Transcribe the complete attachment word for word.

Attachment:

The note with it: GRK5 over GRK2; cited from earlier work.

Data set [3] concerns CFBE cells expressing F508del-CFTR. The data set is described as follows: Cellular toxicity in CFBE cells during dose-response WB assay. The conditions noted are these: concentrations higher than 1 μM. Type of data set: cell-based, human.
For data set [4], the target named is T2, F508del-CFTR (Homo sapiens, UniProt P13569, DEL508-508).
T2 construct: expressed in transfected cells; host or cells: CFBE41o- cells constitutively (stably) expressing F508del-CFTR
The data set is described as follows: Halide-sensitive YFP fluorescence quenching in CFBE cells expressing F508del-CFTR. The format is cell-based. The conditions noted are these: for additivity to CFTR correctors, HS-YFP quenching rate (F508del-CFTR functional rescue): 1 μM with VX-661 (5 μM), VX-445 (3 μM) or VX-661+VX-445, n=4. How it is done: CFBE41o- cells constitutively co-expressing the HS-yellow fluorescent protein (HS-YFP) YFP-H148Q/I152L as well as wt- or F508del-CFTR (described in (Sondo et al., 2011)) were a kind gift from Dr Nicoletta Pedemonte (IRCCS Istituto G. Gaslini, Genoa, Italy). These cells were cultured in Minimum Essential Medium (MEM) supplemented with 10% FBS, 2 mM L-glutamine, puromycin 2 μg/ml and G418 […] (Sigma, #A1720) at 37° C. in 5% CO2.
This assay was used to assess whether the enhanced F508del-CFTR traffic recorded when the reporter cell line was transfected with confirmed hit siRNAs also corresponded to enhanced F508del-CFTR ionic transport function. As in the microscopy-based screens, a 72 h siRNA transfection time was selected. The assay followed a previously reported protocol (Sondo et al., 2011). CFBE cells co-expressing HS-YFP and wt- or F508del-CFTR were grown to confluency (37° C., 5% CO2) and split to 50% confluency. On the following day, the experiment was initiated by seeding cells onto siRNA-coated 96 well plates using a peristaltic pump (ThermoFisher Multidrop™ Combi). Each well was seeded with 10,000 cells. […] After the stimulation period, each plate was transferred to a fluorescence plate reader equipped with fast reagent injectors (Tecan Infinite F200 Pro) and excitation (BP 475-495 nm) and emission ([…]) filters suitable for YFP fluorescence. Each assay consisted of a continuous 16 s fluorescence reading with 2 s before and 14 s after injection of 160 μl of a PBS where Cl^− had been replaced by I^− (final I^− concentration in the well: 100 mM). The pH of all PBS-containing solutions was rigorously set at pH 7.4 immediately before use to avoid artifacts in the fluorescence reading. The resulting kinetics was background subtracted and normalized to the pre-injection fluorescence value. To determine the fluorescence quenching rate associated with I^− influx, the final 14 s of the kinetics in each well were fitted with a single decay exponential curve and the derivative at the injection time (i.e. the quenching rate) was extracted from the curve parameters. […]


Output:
The note with it: GRK5 over GRK2; cited from earlier work.

Data set [3] concerns CFBE cells expressing F508del-CFTR. The data set is described as follows: Cellular toxicity in CFBE cells during dose-response WB assay. The conditions noted are these: concentrations higher than 1 μM. Type of data set: cell-based, human.
For data set [4], the target named is T2, F508del-CFTR (Homo sapiens, UniProt P13569, DEL508-508).
T2 construct: expressed in transfected cells; host or cells: CFBE41o- cells constitutively (stably) expressing F508del-CFTR
The data set is described as follows: Halide-sensitive YFP fluorescence quenching in CFBE cells expressing F508del-CFTR. The format is cell-based. The conditions noted are these: for additivity to CFTR correctors, HS-YFP quenching rate (F508del-CFTR functional rescue): 1 μM with VX-661 (5 μM), VX-445 (3 μM) or VX-661+VX-445, n=4. How it is done: CFBE41o- cells constitutively co-expressing the HS-yellow fluorescent protein (HS-YFP) YFP-H148Q/I152L as well as wt- or F508del-CFTR (described in (Sondo et al., 2011)) were a kind gift from Dr Nicoletta Pedemonte (IRCCS Istituto G. Gaslini, Genoa, Italy). These cells were cultured in Minimum Essential Medium (MEM) supplemented with 10% FBS, 2 mM L-glutamine, puromycin 2 μg/ml and G418 […] (Sigma, #A1720) at 37° C. in 5% CO2.
This assay was used to assess whether the enhanced F508del-CFTR traffic recorded when the reporter cell line was transfected with confirmed hit siRNAs also corresponded to enhanced F508del-CFTR ionic transport function. As in the microscopy-based screens, a 72 h siRNA transfection time was selected. The assay followed a previously reported protocol (Sondo et al., 2011). CFBE cells co-expressing HS-YFP and wt- or F508del-CFTR were grown to confluency (37° C., 5% CO2) and split to 50% confluency. On the following day, the experiment was initiated by seeding cells onto siRNA-coated 96 well plates using a peristaltic pump (ThermoFisher Multidrop™ Combi). Each well was seeded with 10,000 cells. […] After the stimulation period, each plate was transferred to a fluorescence plate reader equipped with fast reagent injectors (Tecan Infinite F200 Pro) and excitation (BP 475-495 nm) and emission ([…]) filters suitable for YFP fluorescence. Each assay consisted of a continuous 16 s fluorescence reading with 2 s before and 14 s after injection of 160 μl of a PBS where Cl^− had been replaced by I^− (final I^− concentration in the well: 100 mM). The pH of all PBS-containing solutions was rigorously set at pH 7.4 immediately before use to avoid artifacts in the fluorescence reading. The resulting kinetics was background subtracted and normalized to the pre-injection fluorescence value. To determine the fluorescence quenching rate associated with I^− influx, the final 14 s of the kinetics in each well were fitted with a single decay exponential curve and the derivative at the injection time (i.e. the quenching rate) was extracted from the curve parameters. […]